Pima County constables refuse to carry out evictions, citing coronavirus risks
All of the constables of Pima County declared Wednesday that they will no longer serve eviction papers on residents, citing the threat of transmitting coronavirus due to the many households they contact daily.
The 10 constables — law enforcement officers who serve court order, including evictions and orders of protection — issued a letter saying they "will not be conducting evictions until we have received adequate guidance from the Pima County Health Department and the Arizona Supreme Court" over how to proceed during the COVID-19 outbreak.
The asked the state Supreme Court to "take immediate action to halt all eviction proceedings until a state-wide set of protocols can be established to ensure the public's safety."
"We feel the gravity of this epidemic calls for immediate action to minimize infections in our state," the constables wrote in a letter provided to TucsonSentinel.com.
They said they "lack the training and the ability to procure minimum protective equipment necessary to reduce transmission from one household to another."
Constable Kristen Randall, of Justice Precinct 8 in Midtown, said that all of the constables will continue to serve all other criminal papers, including small claims notices, orders of protection and injunctions against harassment.
"It's really important that people know they can still get those orders," she told TucsonSentinel.com on Wednesday afternoon.
The difference between serving an order of protection and carrying out an eviction is significant, Randall said.
"With an order, I can just tear off a piece of paper and hand it to them, sometimes through a door," she said. "With an eviction, we have to clear those homes or apartments. We're going through closets and looking in cupboards to make sure there's nobody hiding inside. Sometimes we find them; we have to make sure the premises are totally vacant."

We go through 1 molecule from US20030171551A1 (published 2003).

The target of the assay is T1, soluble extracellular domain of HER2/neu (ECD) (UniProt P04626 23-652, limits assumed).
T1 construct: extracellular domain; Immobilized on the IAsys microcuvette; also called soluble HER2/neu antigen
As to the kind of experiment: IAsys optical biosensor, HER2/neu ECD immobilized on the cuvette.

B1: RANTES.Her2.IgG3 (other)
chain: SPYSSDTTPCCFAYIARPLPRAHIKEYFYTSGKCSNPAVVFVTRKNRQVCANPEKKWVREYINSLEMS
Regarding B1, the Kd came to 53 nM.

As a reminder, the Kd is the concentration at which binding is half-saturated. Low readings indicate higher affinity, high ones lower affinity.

"With an order of protection, I can give them the rundown while making sure there's enough distance between us," she said.
"We don't have any decontamination protocols. Our office has had hand sanitizer on order for the past three weeks; we can't order it," she said.
The Constable's Office has been handling 120-130 evictions each week, Randall said.
"I did 30 last week, about 30 the week before," she estimated.
"And we're going from house to house to house, with no decontamination protocol between each one," Randall said. "Routinely I'm dealing with the elderly and disabled, people with children — some of the most vulnerable people in our community" when it comes to illness.
"I don't want to be a vector. I worry about my own personal health, and my family, and the people that we're dealing with," she said. "We have to enter the home with evictions."
The letter was signed by Presiding Constable Bennett Bernal, of Justice Precinct 6, joined by Associate Presiding Constable Randall, JP 8, and constables John Rademaker, JP 1; Esther Gonzalez, JP 2; Jose Gonzalez, JP 3; Oscar Vasquez, JP 4; Marge Cummings, JP 5; Thomas Schenek, JP 7; Joe Ferguson, JP 9; and Michael Stevenson, JP 10.
"Earlier today, President Trump ordered his administration to suspend all HUD-related foreclosures and evictions through April," they said. The city of Tucson has halted evictions in all city-run public housing, under an order from Mayor Regina Romero.
Randell pointed to the state "Constables Policies and Procedures Manual," which states that when dealing with an eviction, "The constable may elect to not remove the occupants immediately for good cause (e.g. minors are the only occupant(s), a person's health would be jeopardized by their immediate removal or any other extenuating circumstance.) In these cases, the party may be given more time to make arrangements."
Randall said that the Constable's Office is "still accepting the paperwork."
"I've been calling every single one of my property managers" who have eviction cases, she said, "telling them that we're awaiting guidance."
Randall said that none of the owners or managers she's told of the delay have yet complained.
"They understand that we're looking out for everybody," she said. "They're going to be hit financially, too; we're keeping them in the loop."